But does this mean that Litecoin is a better payment method? Well, yes and no. In theory, Litecoin allows faster and cheaper transactions than Bitcoin and is better suited at becoming a payment method. However, at the moment, Litecoin is more volatile than Bitcoin, and many Litecoin holders invest in the digital currency as a way of building long-term wealth. That means that even though Litecoin has more potential to become a digital payment currency in the future, it is mainly regarded as an investment asset at the time, like most cryptocurrencies. This is why Litecoin is sometimes referred to as digital silver, in reference to Bitcoin being the digital gold.
On top of that, even though Litecoin transactions are faster and cheaper than Bitcoin transactions, there are less retailers around the globe that accept Litecoin payments, compared to Bitcoin payments. That said, Litecoin has the potential to become a major payment method, when or if the cryptocurrency market gains more stability.
How Many Litoshi Make One Litecoin?
Divisibility is an important feature of digital currencies. Many cryptocurrencies can be divided into infinitesimally small units and these units can be bought and sold for a fraction of the currency’s unit price. That means you don’t have to pay thousands of dollars to invest in a single Bitcoin or Litecoin. Instead, you can simply purchase smaller units of each cryptocurrency according to your budget. In other words, you can easily buy 50 USD worth of Litecoin, or 100 USD worth of Bitcoin.
As you may already know, Bitcoin can be divided into 100 million satoshis, its smallest unit. Similarly, one Litecoin can be divided into 100 million litoshis. That makes litoshi the smallest unit of Litecoin.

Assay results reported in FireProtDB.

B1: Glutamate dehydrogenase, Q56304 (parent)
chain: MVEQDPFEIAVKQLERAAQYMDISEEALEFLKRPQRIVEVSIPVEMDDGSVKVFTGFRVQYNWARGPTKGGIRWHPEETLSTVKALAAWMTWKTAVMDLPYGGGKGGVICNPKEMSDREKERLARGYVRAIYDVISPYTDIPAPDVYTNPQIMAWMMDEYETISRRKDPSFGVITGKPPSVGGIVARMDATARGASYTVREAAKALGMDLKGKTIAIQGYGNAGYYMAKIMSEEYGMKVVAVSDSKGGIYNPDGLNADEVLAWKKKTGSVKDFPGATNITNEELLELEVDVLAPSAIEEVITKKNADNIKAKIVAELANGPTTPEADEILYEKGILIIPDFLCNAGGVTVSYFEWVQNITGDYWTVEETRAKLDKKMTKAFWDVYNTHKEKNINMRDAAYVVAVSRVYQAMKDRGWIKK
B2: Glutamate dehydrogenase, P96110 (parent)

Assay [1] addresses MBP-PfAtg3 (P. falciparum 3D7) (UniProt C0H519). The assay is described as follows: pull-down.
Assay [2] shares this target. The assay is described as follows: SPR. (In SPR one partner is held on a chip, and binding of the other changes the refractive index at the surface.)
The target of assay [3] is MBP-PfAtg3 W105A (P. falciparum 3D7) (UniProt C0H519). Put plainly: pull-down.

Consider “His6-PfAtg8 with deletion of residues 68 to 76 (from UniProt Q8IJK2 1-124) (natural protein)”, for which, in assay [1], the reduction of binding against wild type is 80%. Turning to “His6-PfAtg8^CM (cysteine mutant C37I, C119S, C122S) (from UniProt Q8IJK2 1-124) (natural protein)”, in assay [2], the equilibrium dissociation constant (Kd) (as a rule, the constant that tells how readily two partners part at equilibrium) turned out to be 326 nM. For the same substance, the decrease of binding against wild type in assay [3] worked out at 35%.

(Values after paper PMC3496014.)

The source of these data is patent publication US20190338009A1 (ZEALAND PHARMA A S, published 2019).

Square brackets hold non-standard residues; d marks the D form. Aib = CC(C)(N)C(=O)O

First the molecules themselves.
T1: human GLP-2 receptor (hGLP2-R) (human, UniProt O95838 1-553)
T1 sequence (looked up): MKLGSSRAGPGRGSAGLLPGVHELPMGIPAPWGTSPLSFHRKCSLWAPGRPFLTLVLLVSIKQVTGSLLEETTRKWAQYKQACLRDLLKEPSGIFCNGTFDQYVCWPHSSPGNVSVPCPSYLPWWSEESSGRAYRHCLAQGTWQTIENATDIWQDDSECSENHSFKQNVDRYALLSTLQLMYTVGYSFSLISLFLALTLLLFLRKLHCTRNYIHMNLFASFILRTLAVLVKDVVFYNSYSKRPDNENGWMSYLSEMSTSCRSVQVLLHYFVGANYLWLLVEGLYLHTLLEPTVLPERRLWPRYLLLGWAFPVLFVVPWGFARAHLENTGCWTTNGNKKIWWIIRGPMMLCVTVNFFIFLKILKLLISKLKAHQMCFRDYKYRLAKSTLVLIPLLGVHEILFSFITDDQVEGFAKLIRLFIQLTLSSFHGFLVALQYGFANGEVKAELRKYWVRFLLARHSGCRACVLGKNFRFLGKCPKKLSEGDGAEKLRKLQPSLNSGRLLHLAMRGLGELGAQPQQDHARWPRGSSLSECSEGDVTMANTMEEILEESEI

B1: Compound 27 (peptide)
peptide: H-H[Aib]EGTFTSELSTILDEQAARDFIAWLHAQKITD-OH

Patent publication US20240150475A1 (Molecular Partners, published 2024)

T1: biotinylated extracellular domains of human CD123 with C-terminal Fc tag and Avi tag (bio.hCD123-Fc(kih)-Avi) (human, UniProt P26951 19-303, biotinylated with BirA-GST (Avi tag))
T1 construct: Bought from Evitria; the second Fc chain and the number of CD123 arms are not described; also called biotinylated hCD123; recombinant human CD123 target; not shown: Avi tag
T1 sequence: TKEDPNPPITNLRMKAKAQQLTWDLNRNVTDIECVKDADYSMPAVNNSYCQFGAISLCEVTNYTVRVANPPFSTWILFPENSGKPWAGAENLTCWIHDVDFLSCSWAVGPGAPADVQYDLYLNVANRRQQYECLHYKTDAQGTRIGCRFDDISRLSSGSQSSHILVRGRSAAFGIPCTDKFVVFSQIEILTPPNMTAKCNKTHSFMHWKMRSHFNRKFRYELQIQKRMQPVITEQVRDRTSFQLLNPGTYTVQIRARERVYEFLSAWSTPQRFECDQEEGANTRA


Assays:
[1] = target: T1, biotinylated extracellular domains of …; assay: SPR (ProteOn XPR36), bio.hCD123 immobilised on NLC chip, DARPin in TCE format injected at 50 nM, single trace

You can buy fractions of Litecoin on exchange platforms like Binance or Coinbase.
LTC Exchange Rate
Since Litecoin is a decentralized asset, it doesn’t have a uniform price. Instead, every crypto exchange has its own Litecoin market, and the price of Litecoin varies depending on the market conditions of each platform. That said, Litecoin prices at different exchanges are usually similar, as the coin is one of the most popular digital currencies in the world. Still, it is a good idea to compare the Litecoin exchange rates on different cryptocurrency exchanges before you buy, sell or trade LTC.
Litecoin can be exchanged for other digital currencies such as Bitcoin (BTC), Ethereum (ETH), or Bitcoin Cash (BCH). You can also buy and sell Litecoin for fiat currencies like US dollars (USD), Australian dollars (AUD), or Euros (EUR).
A Few Words Before You Go…
Litecoin is one of the oldest and most popular digital currencies in the market. While it isn’t as popular as Bitcoin and other trending altcoins at the moment, it still has many features that make it a viable payment method and a valuable digital asset. While other Bitcoin alternatives slowly disappeared from the crypto coin market over the years, Litecoin is still going strong and remains one of the top cryptocurrencies by market cap. You can easily invest in Litecoin through cryptocurrency exchanges and buy fractions of Litecoin – litoshis – at low prices.